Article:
Best of Last Week: Hawking's black hole theorem, computer generated lyrics, five-minute workout

July 5, 2021 by Bob Yirka
black hole
Credit: CC0 Public Domain

It was a good week for space science as a team of researchers affiliated with several institutions in the U.S., one in Canada and one in Israel discovered the most massive white dwarf ever observed—it was also the smallest, at just the size of the moon. Also, a team of astronomers studying data from the WIYN 3.5-meter Telescope and the Gemini Observatory reported that there could be many more Earth-sized planets than has been previously thought—perhaps twice as many. And a team with members affiliated with several institutions in the U.S. observationally confirmed Stephen Hawking's black hole theorem for the first time.

In technology news, a team at the University of California, Berkeley, created insect-sized robots that were able to navigate mazes with the agility of a cheetah. Also, a combined team from the University of Maryland, College Park and the Baidu Research Robotics and Auto-Driving Lab, developed an autonomous excavator for real-world deployment—the system was able to conduct digging and loading tasks for long periods of time with no human intervention at speeds equivalent to human operators. And a team at the University of Waterloo announced that they had developed a computer system able to generate lyrics for live instrumental music—called LyricJam, the system was designed to help artists more easily compose songs. Also, a team at Rice University developed a new method for indexing DNA databases much faster. The group claims their method cuts indexing from weeks to hours and also reduces search times to mere minutes.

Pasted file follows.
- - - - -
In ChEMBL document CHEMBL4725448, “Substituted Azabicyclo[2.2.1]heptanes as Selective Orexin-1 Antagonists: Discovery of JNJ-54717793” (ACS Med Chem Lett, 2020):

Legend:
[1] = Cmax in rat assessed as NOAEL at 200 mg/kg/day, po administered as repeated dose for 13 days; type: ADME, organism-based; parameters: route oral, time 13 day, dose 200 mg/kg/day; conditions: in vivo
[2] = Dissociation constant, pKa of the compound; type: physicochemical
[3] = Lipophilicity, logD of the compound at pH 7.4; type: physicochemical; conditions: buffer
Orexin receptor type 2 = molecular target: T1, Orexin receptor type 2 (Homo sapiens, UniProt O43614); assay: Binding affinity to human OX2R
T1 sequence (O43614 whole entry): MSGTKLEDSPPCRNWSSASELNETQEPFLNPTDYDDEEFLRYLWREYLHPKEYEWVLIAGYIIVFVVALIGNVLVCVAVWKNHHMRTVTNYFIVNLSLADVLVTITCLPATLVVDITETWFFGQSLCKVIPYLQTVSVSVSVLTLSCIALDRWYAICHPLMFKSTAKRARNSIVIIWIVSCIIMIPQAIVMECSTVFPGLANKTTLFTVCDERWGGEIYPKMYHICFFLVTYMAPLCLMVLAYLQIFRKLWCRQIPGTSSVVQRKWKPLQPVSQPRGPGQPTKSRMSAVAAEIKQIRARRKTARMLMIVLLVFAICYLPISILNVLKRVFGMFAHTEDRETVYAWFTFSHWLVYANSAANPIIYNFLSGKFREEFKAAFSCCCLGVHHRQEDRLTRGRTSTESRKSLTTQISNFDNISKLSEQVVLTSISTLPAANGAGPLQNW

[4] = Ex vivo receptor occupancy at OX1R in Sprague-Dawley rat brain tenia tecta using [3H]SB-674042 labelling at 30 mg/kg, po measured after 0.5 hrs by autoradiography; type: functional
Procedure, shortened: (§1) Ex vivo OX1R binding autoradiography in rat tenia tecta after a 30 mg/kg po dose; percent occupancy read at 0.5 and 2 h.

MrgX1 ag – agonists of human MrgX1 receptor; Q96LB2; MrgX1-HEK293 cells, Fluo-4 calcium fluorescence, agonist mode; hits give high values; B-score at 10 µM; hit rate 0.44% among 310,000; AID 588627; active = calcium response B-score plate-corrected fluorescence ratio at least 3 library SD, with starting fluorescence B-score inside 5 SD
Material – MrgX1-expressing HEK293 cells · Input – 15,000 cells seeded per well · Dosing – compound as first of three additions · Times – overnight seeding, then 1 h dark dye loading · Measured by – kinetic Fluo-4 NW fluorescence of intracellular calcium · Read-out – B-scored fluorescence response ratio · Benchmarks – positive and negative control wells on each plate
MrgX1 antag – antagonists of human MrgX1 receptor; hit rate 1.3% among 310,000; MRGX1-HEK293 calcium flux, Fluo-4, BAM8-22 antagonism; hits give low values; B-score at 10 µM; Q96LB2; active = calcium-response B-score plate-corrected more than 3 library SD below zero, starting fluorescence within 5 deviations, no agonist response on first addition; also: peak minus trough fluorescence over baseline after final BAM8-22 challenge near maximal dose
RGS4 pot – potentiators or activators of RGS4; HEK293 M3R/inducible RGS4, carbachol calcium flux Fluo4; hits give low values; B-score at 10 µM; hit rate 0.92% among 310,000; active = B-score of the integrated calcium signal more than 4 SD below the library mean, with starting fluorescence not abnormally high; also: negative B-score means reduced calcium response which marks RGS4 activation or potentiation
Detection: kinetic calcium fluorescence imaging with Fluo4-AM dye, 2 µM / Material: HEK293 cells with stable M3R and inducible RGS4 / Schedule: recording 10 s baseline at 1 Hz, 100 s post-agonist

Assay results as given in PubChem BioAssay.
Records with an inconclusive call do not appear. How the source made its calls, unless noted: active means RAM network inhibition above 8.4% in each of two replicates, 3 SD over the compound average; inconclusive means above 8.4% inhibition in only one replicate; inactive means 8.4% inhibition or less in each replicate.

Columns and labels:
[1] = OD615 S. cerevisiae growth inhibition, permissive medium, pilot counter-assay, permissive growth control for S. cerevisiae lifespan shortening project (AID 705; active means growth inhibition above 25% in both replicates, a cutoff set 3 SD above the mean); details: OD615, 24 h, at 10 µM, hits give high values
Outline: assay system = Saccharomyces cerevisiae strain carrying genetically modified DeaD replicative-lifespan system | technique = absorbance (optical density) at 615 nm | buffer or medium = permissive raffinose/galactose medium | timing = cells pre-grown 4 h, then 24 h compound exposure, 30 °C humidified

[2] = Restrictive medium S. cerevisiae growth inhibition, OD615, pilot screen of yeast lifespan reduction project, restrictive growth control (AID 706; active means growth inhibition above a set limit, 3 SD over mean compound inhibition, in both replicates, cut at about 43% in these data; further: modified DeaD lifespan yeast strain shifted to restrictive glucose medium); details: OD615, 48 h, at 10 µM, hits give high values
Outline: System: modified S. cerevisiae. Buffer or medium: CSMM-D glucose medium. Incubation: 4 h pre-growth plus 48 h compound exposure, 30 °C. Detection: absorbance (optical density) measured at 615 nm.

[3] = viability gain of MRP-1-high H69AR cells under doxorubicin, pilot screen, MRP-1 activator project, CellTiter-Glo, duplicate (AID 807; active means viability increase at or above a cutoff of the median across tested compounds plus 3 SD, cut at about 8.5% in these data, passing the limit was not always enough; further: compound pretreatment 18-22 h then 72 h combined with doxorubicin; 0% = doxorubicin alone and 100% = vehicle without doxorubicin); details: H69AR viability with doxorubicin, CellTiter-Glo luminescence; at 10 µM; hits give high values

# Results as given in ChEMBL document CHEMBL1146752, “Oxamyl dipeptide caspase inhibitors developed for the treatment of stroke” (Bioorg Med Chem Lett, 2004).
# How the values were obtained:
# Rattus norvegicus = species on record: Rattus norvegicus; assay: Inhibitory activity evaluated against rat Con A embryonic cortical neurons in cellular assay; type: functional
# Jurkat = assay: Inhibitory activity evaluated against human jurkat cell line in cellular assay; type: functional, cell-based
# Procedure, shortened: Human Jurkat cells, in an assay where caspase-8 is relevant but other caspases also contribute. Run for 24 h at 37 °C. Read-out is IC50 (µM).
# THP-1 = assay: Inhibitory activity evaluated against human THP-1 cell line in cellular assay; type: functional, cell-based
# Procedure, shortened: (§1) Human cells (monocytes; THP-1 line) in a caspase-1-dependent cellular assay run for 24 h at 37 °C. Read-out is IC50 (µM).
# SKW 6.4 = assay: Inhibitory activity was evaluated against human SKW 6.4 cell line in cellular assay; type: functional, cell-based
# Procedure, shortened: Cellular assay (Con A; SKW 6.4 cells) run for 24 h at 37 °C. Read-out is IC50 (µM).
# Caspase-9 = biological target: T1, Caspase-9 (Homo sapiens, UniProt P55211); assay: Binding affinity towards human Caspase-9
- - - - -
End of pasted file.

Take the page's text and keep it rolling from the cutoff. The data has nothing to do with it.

In other news, a team with members affiliated with multiple institutions in the U.S. found a potential path to a broadly protective COVID-19 vaccine based on T cells—possibly leading the way to vaccines that could protect against future variants. Also, the United Nations announced that a new record high temperature had been recorded on the Antarctic continent—18.3 degrees Celsius—yet another sign of a warming planet.

And finally, if you suffer from , you may want to check out a research effort conducted by a team at Colorado University, Boulder—they found that exercising just five minutes a day, in a certain way, could lower blood pressure as well as prescribed medications.

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